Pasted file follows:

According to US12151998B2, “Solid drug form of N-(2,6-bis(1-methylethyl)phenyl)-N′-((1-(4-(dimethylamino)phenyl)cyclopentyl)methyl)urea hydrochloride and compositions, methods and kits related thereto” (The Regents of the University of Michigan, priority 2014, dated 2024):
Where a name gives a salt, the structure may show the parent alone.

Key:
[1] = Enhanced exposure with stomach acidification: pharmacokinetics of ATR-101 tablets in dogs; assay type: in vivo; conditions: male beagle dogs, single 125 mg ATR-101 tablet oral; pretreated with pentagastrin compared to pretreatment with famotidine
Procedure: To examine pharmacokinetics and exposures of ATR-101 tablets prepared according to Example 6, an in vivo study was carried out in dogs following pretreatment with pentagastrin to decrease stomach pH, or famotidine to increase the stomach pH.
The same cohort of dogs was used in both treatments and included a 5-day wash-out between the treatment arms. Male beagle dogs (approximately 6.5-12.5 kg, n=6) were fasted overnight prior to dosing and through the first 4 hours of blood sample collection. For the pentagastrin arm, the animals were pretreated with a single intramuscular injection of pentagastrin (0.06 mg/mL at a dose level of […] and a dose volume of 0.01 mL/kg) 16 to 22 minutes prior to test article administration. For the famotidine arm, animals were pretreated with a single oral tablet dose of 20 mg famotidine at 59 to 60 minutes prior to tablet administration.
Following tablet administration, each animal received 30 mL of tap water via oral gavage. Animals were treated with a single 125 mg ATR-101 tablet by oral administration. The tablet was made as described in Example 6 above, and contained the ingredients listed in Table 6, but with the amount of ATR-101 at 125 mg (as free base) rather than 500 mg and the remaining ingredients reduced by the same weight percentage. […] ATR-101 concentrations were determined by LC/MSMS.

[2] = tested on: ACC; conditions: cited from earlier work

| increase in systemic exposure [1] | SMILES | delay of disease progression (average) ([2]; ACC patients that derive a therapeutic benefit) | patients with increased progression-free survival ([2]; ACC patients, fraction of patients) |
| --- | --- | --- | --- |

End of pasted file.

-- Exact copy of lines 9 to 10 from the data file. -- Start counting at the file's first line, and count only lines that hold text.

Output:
| increase in systemic exposure [1] | SMILES | delay of disease progression (average) ([2]; ACC patients that derive a therapeutic benefit) | patients with increased progression-free survival ([2]; ACC patients, fraction of patients) |
| --- | --- | --- | --- |